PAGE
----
"These high-risk patients are ideal targets for new health care initiatives aimed at improving process and results," says Jesse D. Sammon, D.O., a researcher at Henry Ford's Vattikuti Urology Institute and lead author of the study.

"Urologic surgeons and support staff need a heightened awareness of the early signs of complications to prevent such deaths, particularly as our patient population becomes older and has more chronic medical conditions."

The study focused on a measure of hospital quality and safety called Failure to Rescue, or FTR, derived from the Institute of Medicine's landmark 1999 report To Err is Human, which highlighted significant concerns for patient safety in American hospitals.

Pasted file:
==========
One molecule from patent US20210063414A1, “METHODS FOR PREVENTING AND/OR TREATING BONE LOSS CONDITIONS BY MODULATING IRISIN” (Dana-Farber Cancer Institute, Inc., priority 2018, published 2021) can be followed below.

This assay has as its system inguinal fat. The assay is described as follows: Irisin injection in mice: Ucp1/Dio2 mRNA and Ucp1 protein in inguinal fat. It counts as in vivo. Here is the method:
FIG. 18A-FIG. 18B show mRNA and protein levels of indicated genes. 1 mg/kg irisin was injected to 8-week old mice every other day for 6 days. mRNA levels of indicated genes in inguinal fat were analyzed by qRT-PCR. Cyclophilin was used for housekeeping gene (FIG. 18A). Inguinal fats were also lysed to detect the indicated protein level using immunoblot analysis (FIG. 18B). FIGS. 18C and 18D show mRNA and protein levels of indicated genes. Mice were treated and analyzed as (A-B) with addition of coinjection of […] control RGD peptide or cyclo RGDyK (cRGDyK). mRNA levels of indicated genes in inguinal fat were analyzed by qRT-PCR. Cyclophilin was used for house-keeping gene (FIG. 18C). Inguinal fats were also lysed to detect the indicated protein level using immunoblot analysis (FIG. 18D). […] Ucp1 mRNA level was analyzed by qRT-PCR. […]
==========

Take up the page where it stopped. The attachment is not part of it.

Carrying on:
"Failure to rescue describes the inability of a provider or institution to recognize key complications and intervene before mortality," Dr. Sammon explains. "While comparison of overall complications and mortality rates penalizes hospitals treating sicker patients and more complex cases, FTR rates may be a more accurate way to assess safety and quality of care."

Using the Nationwide Inpatient Sample, the largest all-payer inpatient health care database in the U.S., the researchers identified all patients discharged after urologic surgery between 1998 and 2010.